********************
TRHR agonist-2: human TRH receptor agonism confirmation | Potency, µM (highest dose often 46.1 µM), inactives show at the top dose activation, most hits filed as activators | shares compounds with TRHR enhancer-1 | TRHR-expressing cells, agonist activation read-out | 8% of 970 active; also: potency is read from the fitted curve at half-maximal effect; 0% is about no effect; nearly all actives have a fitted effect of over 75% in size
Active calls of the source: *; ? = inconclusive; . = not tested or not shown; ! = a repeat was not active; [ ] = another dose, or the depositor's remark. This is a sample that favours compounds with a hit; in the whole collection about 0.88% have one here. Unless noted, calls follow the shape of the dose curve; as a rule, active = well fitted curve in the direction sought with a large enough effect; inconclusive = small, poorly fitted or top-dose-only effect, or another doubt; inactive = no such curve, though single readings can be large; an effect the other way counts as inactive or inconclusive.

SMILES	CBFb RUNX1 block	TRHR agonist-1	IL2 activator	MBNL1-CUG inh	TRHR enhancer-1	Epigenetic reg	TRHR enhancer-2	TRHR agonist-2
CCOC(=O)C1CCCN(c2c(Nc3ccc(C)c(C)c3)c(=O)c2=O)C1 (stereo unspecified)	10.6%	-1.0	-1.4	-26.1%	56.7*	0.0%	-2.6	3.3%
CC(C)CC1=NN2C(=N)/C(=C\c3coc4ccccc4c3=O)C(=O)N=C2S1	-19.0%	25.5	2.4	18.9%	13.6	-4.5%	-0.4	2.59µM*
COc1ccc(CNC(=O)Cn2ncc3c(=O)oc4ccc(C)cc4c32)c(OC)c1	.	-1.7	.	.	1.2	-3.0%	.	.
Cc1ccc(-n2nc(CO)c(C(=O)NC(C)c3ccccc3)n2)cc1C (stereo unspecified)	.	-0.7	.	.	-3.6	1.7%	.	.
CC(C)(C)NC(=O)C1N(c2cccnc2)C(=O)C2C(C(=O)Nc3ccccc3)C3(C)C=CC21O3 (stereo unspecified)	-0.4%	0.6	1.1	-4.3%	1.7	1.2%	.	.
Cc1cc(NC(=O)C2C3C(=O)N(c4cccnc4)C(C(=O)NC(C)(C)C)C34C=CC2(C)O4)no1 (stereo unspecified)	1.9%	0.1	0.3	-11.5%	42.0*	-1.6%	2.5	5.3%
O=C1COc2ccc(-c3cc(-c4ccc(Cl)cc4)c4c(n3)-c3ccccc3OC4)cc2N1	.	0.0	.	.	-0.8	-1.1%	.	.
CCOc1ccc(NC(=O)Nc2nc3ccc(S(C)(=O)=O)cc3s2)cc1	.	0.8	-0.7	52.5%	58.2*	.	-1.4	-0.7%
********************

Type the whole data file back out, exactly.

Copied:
TRHR agonist-2: human TRH receptor agonism confirmation | Potency, µM (highest dose often 46.1 µM), inactives show at the top dose activation, most hits filed as activators | shares compounds with TRHR enhancer-1 | TRHR-expressing cells, agonist activation read-out | 8% of 970 active; also: potency is read from the fitted curve at half-maximal effect; 0% is about no effect; nearly all actives have a fitted effect of over 75% in size
Active calls of the source: *; ? = inconclusive; . = not tested or not shown; ! = a repeat was not active; [ ] = another dose, or the depositor's remark. This is a sample that favours compounds with a hit; in the whole collection about 0.88% have one here. Unless noted, calls follow the shape of the dose curve; as a rule, active = well fitted curve in the direction sought with a large enough effect; inconclusive = small, poorly fitted or top-dose-only effect, or another doubt; inactive = no such curve, though single readings can be large; an effect the other way counts as inactive or inconclusive.

SMILES	CBFb RUNX1 block	TRHR agonist-1	IL2 activator	MBNL1-CUG inh	TRHR enhancer-1	Epigenetic reg	TRHR enhancer-2	TRHR agonist-2
CCOC(=O)C1CCCN(c2c(Nc3ccc(C)c(C)c3)c(=O)c2=O)C1 (stereo unspecified)	10.6%	-1.0	-1.4	-26.1%	56.7*	0.0%	-2.6	3.3%
CC(C)CC1=NN2C(=N)/C(=C\c3coc4ccccc4c3=O)C(=O)N=C2S1	-19.0%	25.5	2.4	18.9%	13.6	-4.5%	-0.4	2.59µM*
COc1ccc(CNC(=O)Cn2ncc3c(=O)oc4ccc(C)cc4c32)c(OC)c1	.	-1.7	.	.	1.2	-3.0%	.	.
Cc1ccc(-n2nc(CO)c(C(=O)NC(C)c3ccccc3)n2)cc1C (stereo unspecified)	.	-0.7	.	.	-3.6	1.7%	.	.
CC(C)(C)NC(=O)C1N(c2cccnc2)C(=O)C2C(C(=O)Nc3ccccc3)C3(C)C=CC21O3 (stereo unspecified)	-0.4%	0.6	1.1	-4.3%	1.7	1.2%	.	.
Cc1cc(NC(=O)C2C3C(=O)N(c4cccnc4)C(C(=O)NC(C)(C)C)C34C=CC2(C)O4)no1 (stereo unspecified)	1.9%	0.1	0.3	-11.5%	42.0*	-1.6%	2.5	5.3%
O=C1COc2ccc(-c3cc(-c4ccc(Cl)cc4)c4c(n3)-c3ccccc3OC4)cc2N1	.	0.0	.	.	-0.8	-1.1%	.	.
CCOc1ccc(NC(=O)Nc2nc3ccc(S(C)(=O)=O)cc3s2)cc1	.	0.8	-0.7	52.5%	58.2*	.	-1.4	-0.7%